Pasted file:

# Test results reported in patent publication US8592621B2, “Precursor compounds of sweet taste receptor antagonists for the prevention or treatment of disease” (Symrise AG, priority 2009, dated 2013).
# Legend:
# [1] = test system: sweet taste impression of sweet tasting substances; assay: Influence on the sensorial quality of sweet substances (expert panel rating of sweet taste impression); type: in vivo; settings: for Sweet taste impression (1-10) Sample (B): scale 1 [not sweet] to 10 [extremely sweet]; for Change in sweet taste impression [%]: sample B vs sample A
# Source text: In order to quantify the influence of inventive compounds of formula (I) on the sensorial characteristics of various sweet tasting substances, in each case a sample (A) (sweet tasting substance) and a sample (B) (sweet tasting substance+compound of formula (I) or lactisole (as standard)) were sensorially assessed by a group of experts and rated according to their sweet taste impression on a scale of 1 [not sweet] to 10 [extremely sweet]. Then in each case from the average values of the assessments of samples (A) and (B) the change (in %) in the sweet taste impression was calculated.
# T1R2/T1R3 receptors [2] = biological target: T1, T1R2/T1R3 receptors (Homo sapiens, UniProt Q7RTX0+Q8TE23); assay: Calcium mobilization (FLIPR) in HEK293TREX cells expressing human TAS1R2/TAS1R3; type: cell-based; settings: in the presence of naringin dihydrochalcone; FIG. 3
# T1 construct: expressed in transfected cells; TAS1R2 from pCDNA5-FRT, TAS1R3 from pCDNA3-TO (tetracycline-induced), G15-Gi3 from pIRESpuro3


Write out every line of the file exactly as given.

# Test results reported in patent publication US8592621B2, “Precursor compounds of sweet taste receptor antagonists for the prevention or treatment of disease” (Symrise AG, priority 2009, dated 2013).
# Legend:
# [1] = test system: sweet taste impression of sweet tasting substances; assay: Influence on the sensorial quality of sweet substances (expert panel rating of sweet taste impression); type: in vivo; settings: for Sweet taste impression (1-10) Sample (B): scale 1 [not sweet] to 10 [extremely sweet]; for Change in sweet taste impression [%]: sample B vs sample A
# Source text: In order to quantify the influence of inventive compounds of formula (I) on the sensorial characteristics of various sweet tasting substances, in each case a sample (A) (sweet tasting substance) and a sample (B) (sweet tasting substance+compound of formula (I) or lactisole (as standard)) were sensorially assessed by a group of experts and rated according to their sweet taste impression on a scale of 1 [not sweet] to 10 [extremely sweet]. Then in each case from the average values of the assessments of samples (A) and (B) the change (in %) in the sweet taste impression was calculated.
# T1R2/T1R3 receptors [2] = biological target: T1, T1R2/T1R3 receptors (Homo sapiens, UniProt Q7RTX0+Q8TE23); assay: Calcium mobilization (FLIPR) in HEK293TREX cells expressing human TAS1R2/TAS1R3; type: cell-based; settings: in the presence of naringin dihydrochalcone; FIG. 3
# T1 construct: expressed in transfected cells; TAS1R2 from pCDNA5-FRT, TAS1R3 from pCDNA3-TO (tetracycline-induced), G15-Gi3 from pIRESpuro3